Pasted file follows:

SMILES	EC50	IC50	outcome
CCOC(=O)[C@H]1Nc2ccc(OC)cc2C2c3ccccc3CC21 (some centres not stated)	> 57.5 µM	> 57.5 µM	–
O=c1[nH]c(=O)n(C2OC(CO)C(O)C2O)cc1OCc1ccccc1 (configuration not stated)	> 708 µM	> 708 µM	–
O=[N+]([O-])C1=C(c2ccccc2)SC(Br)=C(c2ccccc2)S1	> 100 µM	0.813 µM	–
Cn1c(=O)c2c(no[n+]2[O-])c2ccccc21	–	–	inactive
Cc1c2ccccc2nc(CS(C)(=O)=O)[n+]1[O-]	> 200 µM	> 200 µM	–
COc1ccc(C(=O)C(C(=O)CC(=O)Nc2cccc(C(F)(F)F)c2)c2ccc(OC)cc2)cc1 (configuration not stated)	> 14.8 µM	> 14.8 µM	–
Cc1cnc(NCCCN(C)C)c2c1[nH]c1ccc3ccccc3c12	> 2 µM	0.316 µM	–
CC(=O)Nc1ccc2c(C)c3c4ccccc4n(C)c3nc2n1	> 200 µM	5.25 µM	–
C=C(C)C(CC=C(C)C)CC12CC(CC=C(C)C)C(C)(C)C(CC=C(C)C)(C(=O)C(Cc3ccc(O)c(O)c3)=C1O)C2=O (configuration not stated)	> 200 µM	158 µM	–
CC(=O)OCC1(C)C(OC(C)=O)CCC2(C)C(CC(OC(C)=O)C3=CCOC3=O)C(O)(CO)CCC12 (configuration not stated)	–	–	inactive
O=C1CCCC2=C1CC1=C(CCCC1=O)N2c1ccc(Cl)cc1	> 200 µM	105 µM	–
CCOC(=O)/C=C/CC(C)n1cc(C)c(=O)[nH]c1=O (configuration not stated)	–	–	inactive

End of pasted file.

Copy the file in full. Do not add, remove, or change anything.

SMILES	EC50	IC50	outcome
CCOC(=O)[C@H]1Nc2ccc(OC)cc2C2c3ccccc3CC21 (some centres not stated)	> 57.5 µM	> 57.5 µM	–
O=c1[nH]c(=O)n(C2OC(CO)C(O)C2O)cc1OCc1ccccc1 (configuration not stated)	> 708 µM	> 708 µM	–
O=[N+]([O-])C1=C(c2ccccc2)SC(Br)=C(c2ccccc2)S1	> 100 µM	0.813 µM	–
Cn1c(=O)c2c(no[n+]2[O-])c2ccccc21	–	–	inactive
Cc1c2ccccc2nc(CS(C)(=O)=O)[n+]1[O-]	> 200 µM	> 200 µM	–
COc1ccc(C(=O)C(C(=O)CC(=O)Nc2cccc(C(F)(F)F)c2)c2ccc(OC)cc2)cc1 (configuration not stated)	> 14.8 µM	> 14.8 µM	–
Cc1cnc(NCCCN(C)C)c2c1[nH]c1ccc3ccccc3c12	> 2 µM	0.316 µM	–
CC(=O)Nc1ccc2c(C)c3c4ccccc4n(C)c3nc2n1	> 200 µM	5.25 µM	–
C=C(C)C(CC=C(C)C)CC12CC(CC=C(C)C)C(C)(C)C(CC=C(C)C)(C(=O)C(Cc3ccc(O)c(O)c3)=C1O)C2=O (configuration not stated)	> 200 µM	158 µM	–
CC(=O)OCC1(C)C(OC(C)=O)CCC2(C)C(CC(OC(C)=O)C3=CCOC3=O)C(O)(CO)CCC12 (configuration not stated)	–	–	inactive
O=C1CCCC2=C1CC1=C(CCCC1=O)N2c1ccc(Cl)cc1	> 200 µM	105 µM	–
CCOC(=O)/C=C/CC(C)n1cc(C)c(=O)[nH]c1=O (configuration not stated)	–	–	inactive